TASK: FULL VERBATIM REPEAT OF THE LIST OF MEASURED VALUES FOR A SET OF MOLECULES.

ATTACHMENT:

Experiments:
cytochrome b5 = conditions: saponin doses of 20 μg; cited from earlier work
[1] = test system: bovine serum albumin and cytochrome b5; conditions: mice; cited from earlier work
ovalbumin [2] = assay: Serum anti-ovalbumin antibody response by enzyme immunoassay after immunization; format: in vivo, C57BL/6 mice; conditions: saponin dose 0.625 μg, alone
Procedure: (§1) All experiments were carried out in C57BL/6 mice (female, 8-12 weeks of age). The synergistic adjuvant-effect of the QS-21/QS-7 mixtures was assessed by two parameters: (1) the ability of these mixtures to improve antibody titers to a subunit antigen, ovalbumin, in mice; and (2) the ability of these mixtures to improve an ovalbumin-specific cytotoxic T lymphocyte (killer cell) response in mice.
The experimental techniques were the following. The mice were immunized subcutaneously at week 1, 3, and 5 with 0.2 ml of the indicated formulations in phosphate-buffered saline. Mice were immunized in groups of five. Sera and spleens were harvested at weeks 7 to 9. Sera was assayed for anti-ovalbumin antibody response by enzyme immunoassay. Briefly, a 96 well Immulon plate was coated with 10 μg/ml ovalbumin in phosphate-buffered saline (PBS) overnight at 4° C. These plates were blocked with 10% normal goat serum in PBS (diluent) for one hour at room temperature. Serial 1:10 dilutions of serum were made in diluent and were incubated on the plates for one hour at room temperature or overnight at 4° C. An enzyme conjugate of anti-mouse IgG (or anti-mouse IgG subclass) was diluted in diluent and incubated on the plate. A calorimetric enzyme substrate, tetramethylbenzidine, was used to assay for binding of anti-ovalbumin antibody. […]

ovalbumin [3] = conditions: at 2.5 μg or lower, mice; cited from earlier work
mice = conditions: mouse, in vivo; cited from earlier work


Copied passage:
Experiments:
cytochrome b5 = conditions: saponin doses of 20 μg; cited from earlier work
[1] = test system: bovine serum albumin and cytochrome b5; conditions: mice; cited from earlier work
ovalbumin [2] = assay: Serum anti-ovalbumin antibody response by enzyme immunoassay after immunization; format: in vivo, C57BL/6 mice; conditions: saponin dose 0.625 μg, alone
Procedure: (§1) All experiments were carried out in C57BL/6 mice (female, 8-12 weeks of age). The synergistic adjuvant-effect of the QS-21/QS-7 mixtures was assessed by two parameters: (1) the ability of these mixtures to improve antibody titers to a subunit antigen, ovalbumin, in mice; and (2) the ability of these mixtures to improve an ovalbumin-specific cytotoxic T lymphocyte (killer cell) response in mice.
The experimental techniques were the following. The mice were immunized subcutaneously at week 1, 3, and 5 with 0.2 ml of the indicated formulations in phosphate-buffered saline. Mice were immunized in groups of five. Sera and spleens were harvested at weeks 7 to 9. Sera was assayed for anti-ovalbumin antibody response by enzyme immunoassay. Briefly, a 96 well Immulon plate was coated with 10 μg/ml ovalbumin in phosphate-buffered saline (PBS) overnight at 4° C. These plates were blocked with 10% normal goat serum in PBS (diluent) for one hour at room temperature. Serial 1:10 dilutions of serum were made in diluent and were incubated on the plates for one hour at room temperature or overnight at 4° C. An enzyme conjugate of anti-mouse IgG (or anti-mouse IgG subclass) was diluted in diluent and incubated on the plate. A calorimetric enzyme substrate, tetramethylbenzidine, was used to assay for binding of anti-ovalbumin antibody. […]

ovalbumin [3] = conditions: at 2.5 μg or lower, mice; cited from earlier work
mice = conditions: mouse, in vivo; cited from earlier work